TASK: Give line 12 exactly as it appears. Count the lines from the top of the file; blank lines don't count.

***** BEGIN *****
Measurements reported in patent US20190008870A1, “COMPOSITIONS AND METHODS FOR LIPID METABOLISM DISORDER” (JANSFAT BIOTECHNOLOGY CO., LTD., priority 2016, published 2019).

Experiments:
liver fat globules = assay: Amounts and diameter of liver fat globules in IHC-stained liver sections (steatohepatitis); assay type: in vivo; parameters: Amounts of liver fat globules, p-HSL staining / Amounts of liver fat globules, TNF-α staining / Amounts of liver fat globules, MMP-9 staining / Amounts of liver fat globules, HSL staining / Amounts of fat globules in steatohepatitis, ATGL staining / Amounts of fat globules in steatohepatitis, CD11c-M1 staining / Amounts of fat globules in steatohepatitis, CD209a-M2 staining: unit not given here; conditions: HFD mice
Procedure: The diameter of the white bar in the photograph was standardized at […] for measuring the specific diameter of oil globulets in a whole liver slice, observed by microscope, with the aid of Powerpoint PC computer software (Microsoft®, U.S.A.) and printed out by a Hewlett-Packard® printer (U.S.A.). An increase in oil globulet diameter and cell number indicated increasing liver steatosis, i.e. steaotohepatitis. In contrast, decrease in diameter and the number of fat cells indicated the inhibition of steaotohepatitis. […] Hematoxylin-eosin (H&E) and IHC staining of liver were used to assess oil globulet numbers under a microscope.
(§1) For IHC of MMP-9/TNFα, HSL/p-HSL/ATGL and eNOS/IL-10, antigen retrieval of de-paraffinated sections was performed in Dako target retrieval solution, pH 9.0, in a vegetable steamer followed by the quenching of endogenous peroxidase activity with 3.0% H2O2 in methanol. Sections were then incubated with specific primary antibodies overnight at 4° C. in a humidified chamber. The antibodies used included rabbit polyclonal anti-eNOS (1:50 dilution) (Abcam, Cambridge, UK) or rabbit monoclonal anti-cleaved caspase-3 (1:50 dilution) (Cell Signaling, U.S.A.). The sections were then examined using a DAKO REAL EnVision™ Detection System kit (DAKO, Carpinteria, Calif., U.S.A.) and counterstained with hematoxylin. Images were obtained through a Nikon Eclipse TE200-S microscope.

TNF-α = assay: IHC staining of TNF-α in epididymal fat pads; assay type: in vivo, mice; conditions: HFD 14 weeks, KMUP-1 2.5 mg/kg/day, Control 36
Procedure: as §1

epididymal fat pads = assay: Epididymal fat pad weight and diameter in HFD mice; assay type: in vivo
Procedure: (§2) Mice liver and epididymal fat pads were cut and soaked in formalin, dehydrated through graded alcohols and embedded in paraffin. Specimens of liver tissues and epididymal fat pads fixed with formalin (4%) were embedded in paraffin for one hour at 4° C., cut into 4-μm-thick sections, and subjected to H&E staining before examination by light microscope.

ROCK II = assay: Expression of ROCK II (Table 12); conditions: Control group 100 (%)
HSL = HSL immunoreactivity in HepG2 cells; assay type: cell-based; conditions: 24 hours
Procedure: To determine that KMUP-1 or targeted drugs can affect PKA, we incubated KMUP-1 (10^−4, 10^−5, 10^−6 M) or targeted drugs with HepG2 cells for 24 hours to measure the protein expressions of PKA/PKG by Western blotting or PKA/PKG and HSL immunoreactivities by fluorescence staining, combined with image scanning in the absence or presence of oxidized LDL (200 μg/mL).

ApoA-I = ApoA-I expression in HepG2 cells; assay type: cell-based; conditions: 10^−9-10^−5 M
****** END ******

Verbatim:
Procedure: To determine that KMUP-1 or targeted drugs can affect PKA, we incubated KMUP-1 (10^−4, 10^−5, 10^−6 M) or targeted drugs with HepG2 cells for 24 hours to measure the protein expressions of PKA/PKG by Western blotting or PKA/PKG and HSL immunoreactivities by fluorescence staining, combined with image scanning in the absence or presence of oxidized LDL (200 μg/mL).